This pilot study has important limitations. Like other pilot studies of mHealth interventions (51,52), this was a small study with the goal to assess the acceptability of a program using theoretically-based game-based elements for HIV prevention among YMSM. However, the study was conducted in only two clinics in California; a larger study incorporating these insights is now needed. Consistent with prior studies (60), acceptability was primarily based on behavior (i.e., engagement) and self-reported experiences; more rigorous acceptability measures like satisfaction measures and attitudinal measures were not used. Qualitative interviews were restricted to YMSM who, at a minimum, completed registration. In addition, we were only able to assess the primary outcome of repeat testing among men recruited in the clinic and who signed HIPPA authorization (required by IRB to be completed in person) for review of medical records. Thus, although the inclusion of men recruited online was valuable in terms of understanding participant engagement, we could not review their medical records unless they visited a study clinic. Baseline data indicate that men recruited in the clinic vs. online are different; therefore, alternative evaluation strategies will be needed in future studies for men recruited online, including alternative options to comply with HIPAA regulations and IRB requirements. In addition, we could only assess medical records at participating study clinics; a future study will explore how to verify testing behavior at multiple clinics within a defined geographic area. Additional research is also needed to apply these tools to maximally benefit specific vulnerable populations such as transgender men and women.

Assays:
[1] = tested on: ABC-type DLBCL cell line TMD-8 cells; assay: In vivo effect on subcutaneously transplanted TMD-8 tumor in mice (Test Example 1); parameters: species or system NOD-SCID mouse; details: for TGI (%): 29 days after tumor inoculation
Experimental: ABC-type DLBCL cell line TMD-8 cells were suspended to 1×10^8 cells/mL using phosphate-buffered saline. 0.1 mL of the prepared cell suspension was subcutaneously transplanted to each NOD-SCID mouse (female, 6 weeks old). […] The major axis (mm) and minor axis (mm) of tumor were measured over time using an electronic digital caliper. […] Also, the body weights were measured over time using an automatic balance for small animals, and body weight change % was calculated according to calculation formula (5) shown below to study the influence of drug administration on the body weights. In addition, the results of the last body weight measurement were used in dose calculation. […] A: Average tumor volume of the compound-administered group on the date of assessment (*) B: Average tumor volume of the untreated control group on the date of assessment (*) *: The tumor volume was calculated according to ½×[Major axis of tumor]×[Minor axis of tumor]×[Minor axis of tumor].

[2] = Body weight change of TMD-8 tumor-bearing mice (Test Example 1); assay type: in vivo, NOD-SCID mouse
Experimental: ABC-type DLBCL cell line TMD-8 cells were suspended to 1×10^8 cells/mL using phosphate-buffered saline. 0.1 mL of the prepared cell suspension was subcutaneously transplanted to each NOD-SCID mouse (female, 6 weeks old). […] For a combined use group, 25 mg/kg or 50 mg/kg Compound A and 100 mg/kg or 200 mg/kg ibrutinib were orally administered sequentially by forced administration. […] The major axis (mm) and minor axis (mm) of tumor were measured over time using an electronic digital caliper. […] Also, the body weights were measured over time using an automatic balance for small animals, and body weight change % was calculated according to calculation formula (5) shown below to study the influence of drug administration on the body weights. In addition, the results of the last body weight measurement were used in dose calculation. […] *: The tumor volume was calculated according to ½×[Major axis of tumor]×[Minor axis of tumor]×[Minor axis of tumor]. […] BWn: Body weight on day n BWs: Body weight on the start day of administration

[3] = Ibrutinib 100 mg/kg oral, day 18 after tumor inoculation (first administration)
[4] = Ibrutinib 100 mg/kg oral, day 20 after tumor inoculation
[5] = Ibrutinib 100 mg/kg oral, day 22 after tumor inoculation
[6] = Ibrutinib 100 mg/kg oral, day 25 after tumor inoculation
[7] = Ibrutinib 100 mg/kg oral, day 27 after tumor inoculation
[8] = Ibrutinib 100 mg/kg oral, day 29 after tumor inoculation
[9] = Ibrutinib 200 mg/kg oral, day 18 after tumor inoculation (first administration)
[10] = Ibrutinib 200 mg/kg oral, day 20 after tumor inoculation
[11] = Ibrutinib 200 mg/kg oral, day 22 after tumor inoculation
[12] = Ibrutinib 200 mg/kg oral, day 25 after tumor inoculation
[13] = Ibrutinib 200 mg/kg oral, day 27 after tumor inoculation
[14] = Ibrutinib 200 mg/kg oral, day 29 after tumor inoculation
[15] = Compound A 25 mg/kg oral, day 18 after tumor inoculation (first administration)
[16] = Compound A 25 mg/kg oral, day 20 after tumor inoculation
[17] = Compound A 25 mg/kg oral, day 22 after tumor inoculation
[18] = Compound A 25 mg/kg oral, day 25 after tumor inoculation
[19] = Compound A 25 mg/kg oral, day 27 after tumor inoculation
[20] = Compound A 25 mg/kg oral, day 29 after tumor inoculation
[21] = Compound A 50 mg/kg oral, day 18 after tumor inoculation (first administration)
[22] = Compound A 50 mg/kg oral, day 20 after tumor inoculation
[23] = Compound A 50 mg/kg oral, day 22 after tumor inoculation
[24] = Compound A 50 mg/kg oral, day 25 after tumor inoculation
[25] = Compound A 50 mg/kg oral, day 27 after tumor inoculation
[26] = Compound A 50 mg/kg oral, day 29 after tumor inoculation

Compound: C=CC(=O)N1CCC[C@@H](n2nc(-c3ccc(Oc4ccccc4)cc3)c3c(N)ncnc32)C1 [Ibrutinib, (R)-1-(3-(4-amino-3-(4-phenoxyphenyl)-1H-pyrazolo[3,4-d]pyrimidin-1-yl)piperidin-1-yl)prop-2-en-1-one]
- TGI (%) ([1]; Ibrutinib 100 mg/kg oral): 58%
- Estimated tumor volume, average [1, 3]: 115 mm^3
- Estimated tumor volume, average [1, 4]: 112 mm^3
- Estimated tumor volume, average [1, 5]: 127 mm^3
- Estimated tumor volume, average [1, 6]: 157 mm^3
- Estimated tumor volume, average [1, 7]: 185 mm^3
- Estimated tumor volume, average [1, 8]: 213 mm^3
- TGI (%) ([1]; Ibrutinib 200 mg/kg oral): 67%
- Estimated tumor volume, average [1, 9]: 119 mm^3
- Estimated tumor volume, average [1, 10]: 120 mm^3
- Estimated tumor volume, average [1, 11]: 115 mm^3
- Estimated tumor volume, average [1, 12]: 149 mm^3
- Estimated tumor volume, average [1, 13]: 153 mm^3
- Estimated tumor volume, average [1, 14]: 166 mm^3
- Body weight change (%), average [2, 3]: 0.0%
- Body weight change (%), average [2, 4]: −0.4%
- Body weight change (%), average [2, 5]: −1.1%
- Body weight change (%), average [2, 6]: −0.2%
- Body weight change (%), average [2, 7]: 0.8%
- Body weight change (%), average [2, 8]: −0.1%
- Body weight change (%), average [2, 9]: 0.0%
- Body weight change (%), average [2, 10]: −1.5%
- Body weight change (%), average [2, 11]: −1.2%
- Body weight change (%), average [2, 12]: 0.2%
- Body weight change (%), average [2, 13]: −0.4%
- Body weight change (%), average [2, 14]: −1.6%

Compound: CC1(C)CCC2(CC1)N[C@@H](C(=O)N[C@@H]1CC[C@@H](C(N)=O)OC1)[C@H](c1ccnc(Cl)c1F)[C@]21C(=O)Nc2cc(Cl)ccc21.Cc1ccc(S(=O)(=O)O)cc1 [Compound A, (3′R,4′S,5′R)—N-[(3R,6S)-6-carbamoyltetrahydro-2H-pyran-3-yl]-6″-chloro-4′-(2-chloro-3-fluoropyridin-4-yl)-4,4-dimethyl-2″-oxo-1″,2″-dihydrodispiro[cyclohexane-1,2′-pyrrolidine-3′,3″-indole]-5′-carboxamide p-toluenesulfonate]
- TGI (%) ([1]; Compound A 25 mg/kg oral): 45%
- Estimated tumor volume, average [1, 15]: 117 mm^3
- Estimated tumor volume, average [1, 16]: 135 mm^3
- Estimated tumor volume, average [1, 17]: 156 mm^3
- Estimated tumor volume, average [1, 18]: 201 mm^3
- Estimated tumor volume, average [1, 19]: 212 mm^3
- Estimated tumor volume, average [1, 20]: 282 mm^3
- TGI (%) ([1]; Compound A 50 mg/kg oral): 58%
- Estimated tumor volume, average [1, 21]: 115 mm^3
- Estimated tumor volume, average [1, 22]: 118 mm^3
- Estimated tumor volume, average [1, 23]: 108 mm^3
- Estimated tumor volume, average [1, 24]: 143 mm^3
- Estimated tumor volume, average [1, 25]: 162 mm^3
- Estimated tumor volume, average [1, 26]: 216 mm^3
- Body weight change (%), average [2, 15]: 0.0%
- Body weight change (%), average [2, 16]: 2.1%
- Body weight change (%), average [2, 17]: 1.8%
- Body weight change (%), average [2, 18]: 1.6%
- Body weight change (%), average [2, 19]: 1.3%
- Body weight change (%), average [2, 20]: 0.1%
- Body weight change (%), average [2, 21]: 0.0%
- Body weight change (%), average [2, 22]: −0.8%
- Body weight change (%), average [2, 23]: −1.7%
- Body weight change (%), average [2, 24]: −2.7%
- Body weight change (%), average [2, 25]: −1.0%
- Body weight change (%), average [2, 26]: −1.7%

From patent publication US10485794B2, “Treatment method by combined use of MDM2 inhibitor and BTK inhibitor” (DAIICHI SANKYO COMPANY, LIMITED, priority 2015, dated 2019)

Lastly, it is unlikely that stand-alone gamification interventions could replace other behavioral interventions to increase demand for HIV and STI prevention. Accordingly, we combined known behavior-change mechanisms such as reminders, commitments, and incentives along with standard health services using a game-based approach including a theme. A potential limitation of this approach is that we cannot disentangle the effects of various intervention components. However, the combined approach is likely what has most relevance for future programs, especially if other strategies like home-based self-testing and PrEP are added to the program (61).
Behavior change is about finding the right tools to motivate different kinds of people (53). Gamification interventions may resonate particularly well with young people, who are extremely comfortable with games and technology (11). Our pilot study suggests that this approach may hold promise as a motivational strategy to improve the sexual health of some YMSM, especially if lessons from this pilot are addressed and programs are coupled with implementation science research to optimize integration of online activities with real-world health services.
The authors are grateful to the clinic staff and clients who participated in the study and Jamie Murkey, Dr. Daniel Acland, Dr. Sean Young, Sagar Amin, Branden Barger, and Dale Gluth for participation in the intervention design process. The authors also recognize the valuable guidance from Gabe Zichermann about gamification mechanics and program design and the Stick To It Community Advisory Board for helpful feedback throughout the study.
Funding: This work was supported by the National Institute of Mental Health of the U.S. National Institutes of Health (Award Number R34MH106359 to SI McCoy). The funders were not involved in the review and approval of the manuscript for publication.
Conflicts of Interest: The authors have no conflicts of interest to declare.
Disclaimer: The content is solely the responsibility of the authors and does not necessarily represent the official views of the National Institute of Mental Health or the National Institutes of Health.
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Cite this article as: McCoy SI, Buzdugan R, Grimball R, Natoli L, Mejia CM, Klausner JD, McGrath MR. Stick To It: pilot study results of an intervention using gamification to increase HIV screening among young men who have sex with men in California. mHealth 2018;4:40.